I agree with you that it is difficult to ensure chainId is updated on one fork in a contentious fork event, but that’s outside the scope of this proposal, and it also affects in-protocol signing in the same fashion. I would largely argue it has to be resolved one way or the other in this kind of event if the two forks are to co-exist peacefully as it’s the primary method for replay protection between chains.
By aligning off-chain and on-chain signing, there is more friction ensuring this eventually gets resolved.
First, everything we are saying is hypothetical because there are no deployed off-chain or layer-2 applications to study.
When they are available some will surely make the mistake of assuming that a chainID will not change ever. Similarly they will probably make the mistake of assuming that the consensus client will never change. These are unrelated but both demonstrate sloppiness.
My sentiment is simply that chainID currently has a known weakness. And this proposal is to weld the chainID onto the EVM.
At the same time, of course it is quite simple to deploy an oracle (using the same account on each network) to return the chainID. I would prefer this approach until applications are better understood.
How is it our job to babysit developers on how to use an opcode? The EVM is not a safe environment, everything is “use at your own risk”. You also don’t have to use the opcode if you don’t want to.
This seems like a poor solution to me. It relies on a trusted third party and uses an excessive amount of gas for a simple operation that is easily accessible contextual information already available in a transaction.
I don’t think this is good reasoning to block implementation of this opcode in the Istanbul fork. If the method of chosing chainId has a problem, that is out of scope of this EIP and we should not be making value judgements for what is ultimately an established part of existing standards just because it has “potential” complications in a few corner cases that don’t even affect any existing applications (as you already noted!). This proposal doesn’t make it worse than what it already is.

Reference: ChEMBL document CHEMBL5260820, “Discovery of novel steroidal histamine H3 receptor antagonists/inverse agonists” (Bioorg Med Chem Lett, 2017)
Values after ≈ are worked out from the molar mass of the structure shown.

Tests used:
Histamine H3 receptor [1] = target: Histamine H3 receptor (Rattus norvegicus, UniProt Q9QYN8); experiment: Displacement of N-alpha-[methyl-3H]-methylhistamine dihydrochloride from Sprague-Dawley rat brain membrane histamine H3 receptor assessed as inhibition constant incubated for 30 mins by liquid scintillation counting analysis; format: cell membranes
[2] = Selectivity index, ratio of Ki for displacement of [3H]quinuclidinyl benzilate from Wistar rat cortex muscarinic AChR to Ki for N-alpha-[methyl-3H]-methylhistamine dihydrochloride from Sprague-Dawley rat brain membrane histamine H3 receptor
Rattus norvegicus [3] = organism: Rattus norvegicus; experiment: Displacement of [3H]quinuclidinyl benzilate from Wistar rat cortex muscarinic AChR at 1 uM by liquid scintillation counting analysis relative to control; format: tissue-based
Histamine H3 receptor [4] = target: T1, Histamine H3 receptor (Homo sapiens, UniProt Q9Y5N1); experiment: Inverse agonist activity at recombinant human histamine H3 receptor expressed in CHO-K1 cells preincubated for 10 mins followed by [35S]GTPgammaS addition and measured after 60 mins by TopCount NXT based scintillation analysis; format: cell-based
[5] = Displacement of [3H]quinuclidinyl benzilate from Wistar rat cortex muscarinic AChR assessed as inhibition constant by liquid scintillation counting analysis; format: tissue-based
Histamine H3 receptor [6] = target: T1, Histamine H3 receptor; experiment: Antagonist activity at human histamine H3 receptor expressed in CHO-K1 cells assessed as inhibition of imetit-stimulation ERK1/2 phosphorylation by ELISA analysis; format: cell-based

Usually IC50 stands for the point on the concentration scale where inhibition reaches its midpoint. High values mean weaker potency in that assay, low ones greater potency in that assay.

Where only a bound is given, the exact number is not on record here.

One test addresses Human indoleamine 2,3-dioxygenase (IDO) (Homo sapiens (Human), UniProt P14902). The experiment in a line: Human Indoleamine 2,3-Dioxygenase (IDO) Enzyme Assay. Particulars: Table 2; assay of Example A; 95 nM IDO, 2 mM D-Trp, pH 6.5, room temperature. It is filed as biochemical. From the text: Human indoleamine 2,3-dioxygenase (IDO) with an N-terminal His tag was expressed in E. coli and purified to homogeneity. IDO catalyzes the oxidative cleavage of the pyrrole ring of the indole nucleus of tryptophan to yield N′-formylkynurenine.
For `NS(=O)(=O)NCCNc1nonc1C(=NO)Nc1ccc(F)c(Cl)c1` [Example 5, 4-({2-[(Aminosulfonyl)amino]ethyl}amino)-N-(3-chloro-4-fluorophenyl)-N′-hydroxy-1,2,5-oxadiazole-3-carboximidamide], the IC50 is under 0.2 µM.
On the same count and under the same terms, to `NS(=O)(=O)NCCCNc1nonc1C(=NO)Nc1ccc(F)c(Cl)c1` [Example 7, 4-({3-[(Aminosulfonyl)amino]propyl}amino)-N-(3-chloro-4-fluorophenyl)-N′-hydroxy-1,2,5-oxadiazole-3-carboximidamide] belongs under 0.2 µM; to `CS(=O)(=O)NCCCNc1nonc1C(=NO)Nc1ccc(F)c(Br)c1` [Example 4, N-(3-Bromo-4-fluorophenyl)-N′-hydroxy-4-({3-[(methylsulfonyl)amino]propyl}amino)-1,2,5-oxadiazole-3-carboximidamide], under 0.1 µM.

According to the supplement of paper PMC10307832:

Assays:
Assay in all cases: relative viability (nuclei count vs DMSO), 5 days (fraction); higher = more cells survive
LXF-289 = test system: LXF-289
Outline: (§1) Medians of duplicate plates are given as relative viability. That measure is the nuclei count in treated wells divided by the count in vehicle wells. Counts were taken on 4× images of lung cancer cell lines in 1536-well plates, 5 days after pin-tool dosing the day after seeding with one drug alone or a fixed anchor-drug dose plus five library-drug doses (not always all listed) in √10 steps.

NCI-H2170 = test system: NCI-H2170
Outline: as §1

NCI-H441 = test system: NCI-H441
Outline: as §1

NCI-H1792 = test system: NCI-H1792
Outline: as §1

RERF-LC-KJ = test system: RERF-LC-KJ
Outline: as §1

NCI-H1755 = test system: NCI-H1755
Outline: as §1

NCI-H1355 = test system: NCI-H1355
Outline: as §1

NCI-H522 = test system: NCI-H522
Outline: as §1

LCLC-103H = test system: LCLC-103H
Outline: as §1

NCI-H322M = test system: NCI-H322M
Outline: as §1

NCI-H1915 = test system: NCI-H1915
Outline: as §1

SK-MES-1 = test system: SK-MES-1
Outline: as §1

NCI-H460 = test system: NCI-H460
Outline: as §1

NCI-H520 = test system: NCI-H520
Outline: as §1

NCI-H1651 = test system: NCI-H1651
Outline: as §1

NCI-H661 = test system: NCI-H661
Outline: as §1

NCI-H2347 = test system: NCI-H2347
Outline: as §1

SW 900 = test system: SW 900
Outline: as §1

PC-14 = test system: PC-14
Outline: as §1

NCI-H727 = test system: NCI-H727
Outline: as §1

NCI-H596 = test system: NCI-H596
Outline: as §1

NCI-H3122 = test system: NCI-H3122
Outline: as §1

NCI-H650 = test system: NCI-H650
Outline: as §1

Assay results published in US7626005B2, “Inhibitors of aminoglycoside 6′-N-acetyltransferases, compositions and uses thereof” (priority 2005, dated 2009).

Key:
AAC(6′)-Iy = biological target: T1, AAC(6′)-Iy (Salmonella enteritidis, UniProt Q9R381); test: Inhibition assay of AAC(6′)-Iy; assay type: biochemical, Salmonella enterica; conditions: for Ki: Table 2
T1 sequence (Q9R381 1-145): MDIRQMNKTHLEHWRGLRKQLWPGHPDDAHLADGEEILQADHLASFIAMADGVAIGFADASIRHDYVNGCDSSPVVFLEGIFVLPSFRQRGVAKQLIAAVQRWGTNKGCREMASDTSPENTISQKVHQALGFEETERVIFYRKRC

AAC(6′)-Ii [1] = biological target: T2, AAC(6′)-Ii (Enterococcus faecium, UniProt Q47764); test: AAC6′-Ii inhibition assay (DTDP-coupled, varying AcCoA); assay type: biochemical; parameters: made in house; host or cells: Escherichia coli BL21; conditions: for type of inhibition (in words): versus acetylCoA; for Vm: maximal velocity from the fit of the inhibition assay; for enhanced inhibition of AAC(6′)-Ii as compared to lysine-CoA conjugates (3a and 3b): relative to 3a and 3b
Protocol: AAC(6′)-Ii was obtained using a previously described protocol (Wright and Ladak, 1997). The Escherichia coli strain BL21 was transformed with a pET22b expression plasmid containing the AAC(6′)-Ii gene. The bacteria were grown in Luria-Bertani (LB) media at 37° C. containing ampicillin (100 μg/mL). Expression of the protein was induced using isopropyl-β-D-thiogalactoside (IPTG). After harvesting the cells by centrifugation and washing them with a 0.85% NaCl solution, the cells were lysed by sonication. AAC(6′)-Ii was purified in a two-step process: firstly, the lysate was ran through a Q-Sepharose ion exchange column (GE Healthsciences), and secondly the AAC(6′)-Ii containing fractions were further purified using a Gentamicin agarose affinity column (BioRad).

Imagine a scenario where this proposal wasn’t implemented, and an alternative like an on-chain oracle were in use. If the value produced by the oracle mismatched what the protocol says, this would be a potential griefing attack. EIP-712 messages signed with a chainId domain separator would use the RPC provides value to sign with, which now mismatches the chain. This means all messages that are signed would get rejected, and the oracle becomes a critical piece of infrastructure that limits the amount of value placed on any Layer 2 solution. This griefing mechanism exists even outside of a change to the value of chainId.
Conversely, this proposal implements it in the EVM as a feature, directly matching the protocol’s value with no additional trust required. Sounds like a safer option to me!
I propose an alternative
Instead of having an opcode that return the latest chainId, we should have an opcode that given a chainId as input return true if the chainId is part of the history of chainIds of that chain, false otherwise.
This is compatible with an hashing system like @fulldecent propose and it ensures offchain messages signed in the past still work in the future across future forks.
When there is a chainId updates wallet would still protect users by ensuring they sign with the latest chainId.
I think a lot of these discussions revolve around the fact that currently Dapps are not designed to take chainId into account.
Mostly because they have adopted the pattern recommend by Metamask to check for the net_version instead plus they rely on Metamask to refresh the webpage whenever there is a network change. Hence there are a lot of assumptions on how Dapps are developed nowadays.
Regardless we should build standards to allow these patterns to change and provide best practices about how to handle the state of a Dapp. For example, a good start is how EIP-1193 includes an event subscription for network changed.
Additionally Dapps should always check with the node the current chainId, using the eth_chainId method first introduced with EIP-695.
Given these progressive changes we will see the need for EIP-1344 become more apparent as we will design Dapps to track the chainId more closely. Especially for meta-transactions and layer 2 solutions.
As already stated above, it’s actually very important for using EIP-712 messages.